Uber and Lyft concede they play role in traffic congestion in DC, other urban areas
About 1 in every 15 miles driven in the District of Columbia are in an Uber or Lyft, according to a new study that offers long-sought details of the services' impact on traffic in urban areas.
Supporters of the ride-hail apps have long billed them as a way to ease traffic woes by encouraging people to give up their personal vehicles or leave them parked. But company data released this week demonstrate how the firms represent a significant part of the traffic mix.
Company officials emphasized that their operations still represent just a fraction of overall driving in the Washington region and the other cities that were part of the study, which was conducted by the transportation firm Fehr & Peers and funded by Uber and Lyft. The study also looked at Boston, Chicago, Los Angeles, San Francisco, and Seattle.
Uber and Lyft "are likely contributing to an increase in congestion," Chris Pangilinan, Uber's head of global policy for public transportation, conceded in a statement. But, Pangilinan added, "its scale is dwarfed by that of private cars and commercial traffic."
The new data show that about 7 percent of the "vehicle miles traveled" in the District are in Ubers and Lyfts, and the other 93 percent are other cars and trucks. That 7 percent includes time the company drivers spend circling while they wait for a fare or driving to pick up passengers. The companies' share of the vehicle miles traveled for the entire Washington region was about 2 percent, according to the study.
"I'm delighted to finally see these numbers. They're something we've been trying to get our hands on," said Paul Lewis, vice president of policy at the Washington-based Eno Center for Transportation.
Lewis noted that the figures are for the month of September 2018, and do not include data on when trips occurred, which can obscure critical parts of the picture. "D.C. streets aren't always congested, right?" Lewis said, adding that data showing the amount of miles driven by Ubers and Lyfts "during the peak hour is almost more important."
The study used data from September 2018, which was selection, researchers said, because September is a representative non-summer month with little holiday activity.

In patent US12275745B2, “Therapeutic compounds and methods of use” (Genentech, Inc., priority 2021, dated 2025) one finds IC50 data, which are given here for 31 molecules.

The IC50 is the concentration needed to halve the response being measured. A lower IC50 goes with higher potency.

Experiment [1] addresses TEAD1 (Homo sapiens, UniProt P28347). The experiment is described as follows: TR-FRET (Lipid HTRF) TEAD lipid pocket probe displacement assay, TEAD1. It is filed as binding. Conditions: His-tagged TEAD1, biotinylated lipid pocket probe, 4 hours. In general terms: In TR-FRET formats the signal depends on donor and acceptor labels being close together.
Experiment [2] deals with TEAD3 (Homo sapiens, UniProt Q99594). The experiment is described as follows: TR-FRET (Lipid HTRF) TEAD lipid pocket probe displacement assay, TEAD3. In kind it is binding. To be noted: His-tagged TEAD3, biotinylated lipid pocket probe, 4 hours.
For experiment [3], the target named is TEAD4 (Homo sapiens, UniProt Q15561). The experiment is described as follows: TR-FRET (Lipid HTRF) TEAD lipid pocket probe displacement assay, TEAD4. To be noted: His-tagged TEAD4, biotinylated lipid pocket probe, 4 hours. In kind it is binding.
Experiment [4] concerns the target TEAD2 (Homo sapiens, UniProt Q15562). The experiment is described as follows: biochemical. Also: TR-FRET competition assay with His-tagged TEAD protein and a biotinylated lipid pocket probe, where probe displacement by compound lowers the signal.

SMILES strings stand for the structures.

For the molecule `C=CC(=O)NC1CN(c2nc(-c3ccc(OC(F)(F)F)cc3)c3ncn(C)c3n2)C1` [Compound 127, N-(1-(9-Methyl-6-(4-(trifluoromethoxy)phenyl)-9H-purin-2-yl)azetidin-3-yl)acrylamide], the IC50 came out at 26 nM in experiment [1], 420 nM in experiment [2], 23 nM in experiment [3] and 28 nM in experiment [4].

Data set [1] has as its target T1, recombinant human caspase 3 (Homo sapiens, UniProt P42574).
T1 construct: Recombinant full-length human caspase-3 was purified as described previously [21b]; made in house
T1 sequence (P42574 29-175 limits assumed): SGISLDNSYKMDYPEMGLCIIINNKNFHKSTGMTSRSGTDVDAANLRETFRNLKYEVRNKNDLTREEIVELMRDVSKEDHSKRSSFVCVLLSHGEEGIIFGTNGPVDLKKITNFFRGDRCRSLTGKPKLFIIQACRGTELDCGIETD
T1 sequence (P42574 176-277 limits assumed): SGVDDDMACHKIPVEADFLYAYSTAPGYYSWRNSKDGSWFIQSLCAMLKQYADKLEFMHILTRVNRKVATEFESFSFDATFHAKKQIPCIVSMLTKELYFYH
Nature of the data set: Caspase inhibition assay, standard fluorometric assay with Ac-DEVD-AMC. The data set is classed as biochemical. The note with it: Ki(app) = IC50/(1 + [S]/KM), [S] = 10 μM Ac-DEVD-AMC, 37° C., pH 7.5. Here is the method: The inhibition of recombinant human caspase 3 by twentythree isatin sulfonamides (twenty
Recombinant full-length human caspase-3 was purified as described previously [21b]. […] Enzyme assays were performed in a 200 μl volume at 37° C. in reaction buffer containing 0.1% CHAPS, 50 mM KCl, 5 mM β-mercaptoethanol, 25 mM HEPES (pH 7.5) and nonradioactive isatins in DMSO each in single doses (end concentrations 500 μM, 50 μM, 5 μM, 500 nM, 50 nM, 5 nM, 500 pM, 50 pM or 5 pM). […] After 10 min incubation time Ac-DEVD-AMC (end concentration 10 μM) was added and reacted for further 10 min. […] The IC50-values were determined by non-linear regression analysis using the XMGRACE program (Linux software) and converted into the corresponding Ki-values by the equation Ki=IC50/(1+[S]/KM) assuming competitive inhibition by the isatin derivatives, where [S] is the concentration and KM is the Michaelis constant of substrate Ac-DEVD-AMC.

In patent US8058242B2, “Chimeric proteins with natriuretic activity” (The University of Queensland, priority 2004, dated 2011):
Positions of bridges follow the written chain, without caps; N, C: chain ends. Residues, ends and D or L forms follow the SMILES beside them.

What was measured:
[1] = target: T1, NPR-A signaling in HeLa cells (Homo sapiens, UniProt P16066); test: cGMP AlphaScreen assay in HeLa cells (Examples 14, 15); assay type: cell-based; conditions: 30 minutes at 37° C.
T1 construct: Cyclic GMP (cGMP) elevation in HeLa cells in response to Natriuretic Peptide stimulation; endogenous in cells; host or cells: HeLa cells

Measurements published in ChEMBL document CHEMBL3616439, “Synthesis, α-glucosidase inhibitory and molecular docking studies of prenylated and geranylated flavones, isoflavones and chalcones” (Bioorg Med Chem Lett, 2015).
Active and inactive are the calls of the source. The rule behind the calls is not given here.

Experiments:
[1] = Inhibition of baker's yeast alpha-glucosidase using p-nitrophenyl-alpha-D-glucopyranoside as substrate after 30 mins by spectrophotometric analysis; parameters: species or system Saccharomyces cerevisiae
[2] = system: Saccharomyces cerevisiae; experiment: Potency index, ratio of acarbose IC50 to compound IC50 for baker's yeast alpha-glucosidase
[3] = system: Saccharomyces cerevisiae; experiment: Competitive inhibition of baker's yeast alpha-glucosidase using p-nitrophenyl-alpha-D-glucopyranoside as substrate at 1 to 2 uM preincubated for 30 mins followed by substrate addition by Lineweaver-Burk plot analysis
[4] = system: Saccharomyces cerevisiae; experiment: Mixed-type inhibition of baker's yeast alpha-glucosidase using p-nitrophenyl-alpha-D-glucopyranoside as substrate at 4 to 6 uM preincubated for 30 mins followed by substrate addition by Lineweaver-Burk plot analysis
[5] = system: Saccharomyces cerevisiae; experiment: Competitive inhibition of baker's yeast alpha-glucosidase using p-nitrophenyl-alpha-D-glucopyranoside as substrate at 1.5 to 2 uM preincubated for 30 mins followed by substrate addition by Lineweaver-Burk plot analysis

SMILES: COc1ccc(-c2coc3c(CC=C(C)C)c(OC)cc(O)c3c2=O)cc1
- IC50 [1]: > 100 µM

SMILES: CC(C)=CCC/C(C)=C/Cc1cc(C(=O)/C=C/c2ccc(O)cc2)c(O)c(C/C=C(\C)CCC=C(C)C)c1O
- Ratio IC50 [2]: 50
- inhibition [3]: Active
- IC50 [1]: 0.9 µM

Still, the numbers raise important policy questions, Lewis said, about how the firms are drawing riders from transit and about the efficiency of the services, which are posting massive losses as they subsidize rides to compete with each other.
"People are leaving the bus and train networks not only because" Uber and Lyft "are cheap but because the transit service they're providing is not that great," Lewis said, adding that levies on the services can be directed at improving traffic flow for other drivers through initiatives such as express bus lanes.
The administration of District Mayor Muriel Bowser, a Democrat, has taken steps to create dedicated pickup and drop-off areas for ride-hailing vehicles, embraced micro-mobility options and begun exploring new approaches to food and commercial deliveries to help ease congestion and free up curb space.
Jeff Marootian, director of the District Department of Transportation, said the study "highlights the importance of our efforts to innovate using data and technology to reduce congestion and improve safety at the curbside." The city has taken steps to "create dedicated pickup and drop off areas for ride-hailing vehicles," he said, and embraced scooter and bike-share efforts, among other initiatives.
The data show that of the Uber and Lyft miles driven in the District, 19 percent are downtown and 81 percent are in the rest of the city.